Uber, Doordash plunge after Labor Department proposes change to gig worker classification

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  • The Biden Labor Department released a proposal Tuesday allowing gig workers to be reclassified as employees rather than contractors.
  • The proposed rule sent shares of gig companies like DoorDash, Lyft and Uber down.
  • It comes after a court reinstated a Trump-era rule Biden’s Labor Department tried to block, which made it easier to classify gig workers as contractors.

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Biden The Labor Department issued a proposal Tuesday that could pave the way for regulators and the courts to reclassify gig workers as employees rather than independent contractors.

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proposed ruleIf adopted, could increase costs for companies like lift, Uberinstacart and Doordash who depend on contract workers to take shifts on their schedule. Shares of Lyft fell 12% on Tuesday, while Uber lost 10.4% and DoorDash 6%.

Companies have argued that flexible schedules are attractive to workers, pointing to surveys showing the model’s popularity, which they say is made possible by the use of the independent contractor position. Some labor experts and activists disagree, however, saying that companies use the contractor model to lower their costs while denying workers important protections such as health care benefits, overtime pay and the ability to organize into unions. Huh.

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In 2020, a California law came into force that required many companies to reclassify contract workers as employees, but later that year, voters approved a proposal that called for app-based ride-hailing and delivery. Companies exempted from the law.

Last year, the Biden administration Rule made under Trump’s Labor Department canceled This would have made it easier for gig companies to classify workers as independent contractors rather than employees. But after a legal challenge, a court Trump-era rule restored,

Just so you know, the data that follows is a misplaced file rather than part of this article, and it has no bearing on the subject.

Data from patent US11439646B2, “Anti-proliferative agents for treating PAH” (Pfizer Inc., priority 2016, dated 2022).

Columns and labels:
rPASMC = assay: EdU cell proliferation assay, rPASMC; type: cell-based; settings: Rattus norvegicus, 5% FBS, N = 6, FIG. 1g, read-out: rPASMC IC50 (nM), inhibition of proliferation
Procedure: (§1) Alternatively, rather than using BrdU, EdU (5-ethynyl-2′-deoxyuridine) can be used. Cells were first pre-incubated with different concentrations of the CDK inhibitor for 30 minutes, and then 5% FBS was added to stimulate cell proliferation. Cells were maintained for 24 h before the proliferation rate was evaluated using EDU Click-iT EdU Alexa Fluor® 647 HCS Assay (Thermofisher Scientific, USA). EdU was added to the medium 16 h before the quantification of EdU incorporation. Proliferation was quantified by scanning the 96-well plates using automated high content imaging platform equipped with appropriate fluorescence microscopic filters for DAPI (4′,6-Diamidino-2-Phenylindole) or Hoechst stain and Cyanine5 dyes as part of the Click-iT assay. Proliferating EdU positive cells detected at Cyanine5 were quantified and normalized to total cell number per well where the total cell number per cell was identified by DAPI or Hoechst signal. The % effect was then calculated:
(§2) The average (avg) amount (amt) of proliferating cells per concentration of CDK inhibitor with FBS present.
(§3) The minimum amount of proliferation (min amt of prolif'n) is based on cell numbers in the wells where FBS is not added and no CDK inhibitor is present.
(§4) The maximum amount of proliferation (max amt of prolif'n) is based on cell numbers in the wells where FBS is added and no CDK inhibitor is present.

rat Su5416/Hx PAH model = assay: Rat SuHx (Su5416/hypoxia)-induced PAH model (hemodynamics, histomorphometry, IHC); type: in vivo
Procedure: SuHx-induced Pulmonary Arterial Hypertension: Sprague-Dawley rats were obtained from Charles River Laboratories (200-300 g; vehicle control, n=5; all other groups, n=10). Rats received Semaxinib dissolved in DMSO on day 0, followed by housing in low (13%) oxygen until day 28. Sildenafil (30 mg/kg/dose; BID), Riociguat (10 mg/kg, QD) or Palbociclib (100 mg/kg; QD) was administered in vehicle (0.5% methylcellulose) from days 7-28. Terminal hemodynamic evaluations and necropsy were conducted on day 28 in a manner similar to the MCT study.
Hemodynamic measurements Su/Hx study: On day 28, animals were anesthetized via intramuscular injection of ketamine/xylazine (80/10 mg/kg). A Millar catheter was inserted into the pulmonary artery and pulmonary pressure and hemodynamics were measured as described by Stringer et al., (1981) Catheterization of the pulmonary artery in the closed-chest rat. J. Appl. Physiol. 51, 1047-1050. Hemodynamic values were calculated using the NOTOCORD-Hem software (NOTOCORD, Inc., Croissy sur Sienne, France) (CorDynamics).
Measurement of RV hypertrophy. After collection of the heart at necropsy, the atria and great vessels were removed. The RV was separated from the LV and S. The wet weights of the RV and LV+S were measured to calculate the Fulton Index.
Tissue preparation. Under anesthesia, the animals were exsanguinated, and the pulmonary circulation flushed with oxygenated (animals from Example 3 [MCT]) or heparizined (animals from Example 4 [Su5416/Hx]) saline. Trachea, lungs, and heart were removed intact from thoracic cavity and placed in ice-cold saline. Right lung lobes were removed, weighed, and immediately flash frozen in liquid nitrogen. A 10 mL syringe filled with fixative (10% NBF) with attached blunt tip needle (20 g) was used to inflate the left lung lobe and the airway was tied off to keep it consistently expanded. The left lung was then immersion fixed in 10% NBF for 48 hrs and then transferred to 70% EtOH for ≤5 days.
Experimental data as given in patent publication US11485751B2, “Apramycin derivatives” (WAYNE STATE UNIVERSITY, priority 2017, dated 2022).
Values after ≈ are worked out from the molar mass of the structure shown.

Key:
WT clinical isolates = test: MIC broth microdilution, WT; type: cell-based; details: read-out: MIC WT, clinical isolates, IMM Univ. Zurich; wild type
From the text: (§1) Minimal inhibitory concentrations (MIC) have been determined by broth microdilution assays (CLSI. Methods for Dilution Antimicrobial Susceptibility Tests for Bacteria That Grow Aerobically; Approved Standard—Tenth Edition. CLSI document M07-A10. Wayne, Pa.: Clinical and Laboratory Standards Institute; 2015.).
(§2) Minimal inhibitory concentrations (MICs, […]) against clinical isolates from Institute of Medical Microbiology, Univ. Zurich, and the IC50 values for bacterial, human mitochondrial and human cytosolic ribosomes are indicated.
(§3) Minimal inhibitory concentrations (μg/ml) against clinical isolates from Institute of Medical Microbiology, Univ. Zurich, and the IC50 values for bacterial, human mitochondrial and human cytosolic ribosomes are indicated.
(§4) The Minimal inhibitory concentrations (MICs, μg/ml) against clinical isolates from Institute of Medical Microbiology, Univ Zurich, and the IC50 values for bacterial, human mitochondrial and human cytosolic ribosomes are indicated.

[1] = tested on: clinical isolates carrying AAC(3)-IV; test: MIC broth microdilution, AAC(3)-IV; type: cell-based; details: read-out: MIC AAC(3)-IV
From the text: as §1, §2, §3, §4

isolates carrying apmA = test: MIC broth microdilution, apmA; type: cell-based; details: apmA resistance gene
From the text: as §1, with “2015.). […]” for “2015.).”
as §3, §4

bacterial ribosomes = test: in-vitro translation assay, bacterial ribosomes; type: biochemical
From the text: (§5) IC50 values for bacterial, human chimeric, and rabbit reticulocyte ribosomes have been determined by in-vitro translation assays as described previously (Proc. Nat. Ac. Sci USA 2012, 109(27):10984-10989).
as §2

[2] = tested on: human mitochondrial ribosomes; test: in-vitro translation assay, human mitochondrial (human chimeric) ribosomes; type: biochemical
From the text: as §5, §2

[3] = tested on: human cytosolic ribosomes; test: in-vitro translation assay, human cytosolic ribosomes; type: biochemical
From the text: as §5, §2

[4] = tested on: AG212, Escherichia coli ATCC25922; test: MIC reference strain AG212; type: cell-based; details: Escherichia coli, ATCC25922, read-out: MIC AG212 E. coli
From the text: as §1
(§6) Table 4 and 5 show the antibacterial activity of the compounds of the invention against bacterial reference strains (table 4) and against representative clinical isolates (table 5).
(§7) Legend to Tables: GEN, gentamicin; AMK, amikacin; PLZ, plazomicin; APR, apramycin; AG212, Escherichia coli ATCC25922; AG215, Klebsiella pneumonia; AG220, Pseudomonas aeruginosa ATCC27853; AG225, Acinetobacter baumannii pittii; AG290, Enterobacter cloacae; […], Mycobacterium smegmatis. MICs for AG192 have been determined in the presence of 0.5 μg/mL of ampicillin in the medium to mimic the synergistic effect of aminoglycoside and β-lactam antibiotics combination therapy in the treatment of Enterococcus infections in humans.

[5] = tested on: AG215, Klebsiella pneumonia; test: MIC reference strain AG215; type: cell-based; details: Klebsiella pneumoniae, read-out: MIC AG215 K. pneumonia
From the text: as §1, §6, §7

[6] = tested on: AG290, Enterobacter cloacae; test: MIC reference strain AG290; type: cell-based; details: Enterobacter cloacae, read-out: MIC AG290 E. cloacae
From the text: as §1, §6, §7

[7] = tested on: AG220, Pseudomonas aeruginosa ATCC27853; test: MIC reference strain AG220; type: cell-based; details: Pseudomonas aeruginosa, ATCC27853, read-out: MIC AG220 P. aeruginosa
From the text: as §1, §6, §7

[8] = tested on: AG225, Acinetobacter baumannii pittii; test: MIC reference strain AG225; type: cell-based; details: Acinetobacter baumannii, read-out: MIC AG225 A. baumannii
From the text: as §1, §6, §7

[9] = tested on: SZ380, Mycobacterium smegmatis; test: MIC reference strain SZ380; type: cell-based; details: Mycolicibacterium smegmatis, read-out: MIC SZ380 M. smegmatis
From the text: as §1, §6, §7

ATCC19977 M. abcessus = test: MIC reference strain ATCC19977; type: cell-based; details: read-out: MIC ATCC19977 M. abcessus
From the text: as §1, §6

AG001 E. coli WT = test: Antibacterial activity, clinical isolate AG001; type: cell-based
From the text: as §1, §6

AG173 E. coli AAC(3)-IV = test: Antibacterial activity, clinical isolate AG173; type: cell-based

Biden’s Labor Department said in its notice to the Federal Register that it had considered waiting longer to see how the Trump-era rule plays out. But it instead decided to go ahead with the proposed regulation because it believes that keeping the earlier rule “would have a confusing and disruptive effect on workers and businesses alike because of the separation of case law.” The description and application of a multidimensional economic reality test are the same. Testing the totality of circumstances.”

The proposed rule would allow determining whether to classify an employee as a contractor or an employee depends on a more holistic assessment, including whether the work is an “integral” part of the employer’s business. . The agency wrote that the goal is to protect workers from being unfairly classified while providing stability for businesses wishing to hire independent contractors.

The newly proposed rule will still need to make its way through a formal regulatory process, which includes giving the public time to submit comments, before it can be adopted.

Uber’s head of federal affairs, C.R. Wooters, said in a statement that the proposed rule “takes a measured approach, essentially returning us to the Obama era, during which our industry grew rapidly. In a time of deep economic uncertainty.” In the U.S., it is important that the Biden administration continues to hear from the more than 50 million people who have found earning opportunities with companies like ours.”

one in blog post On Tuesday, Lyft wrote that “there is no immediate or direct impact on the Lyft business at this time,” noting the 45-day public comment period. It added that the rule “does not reclassify Lyft drivers as employees,” and also does not oblige it to change its business model. Lyft said the rule only reverses a standard used under the Obama administration, which previously applied to its company “and did not result in a reclassification of drivers.”

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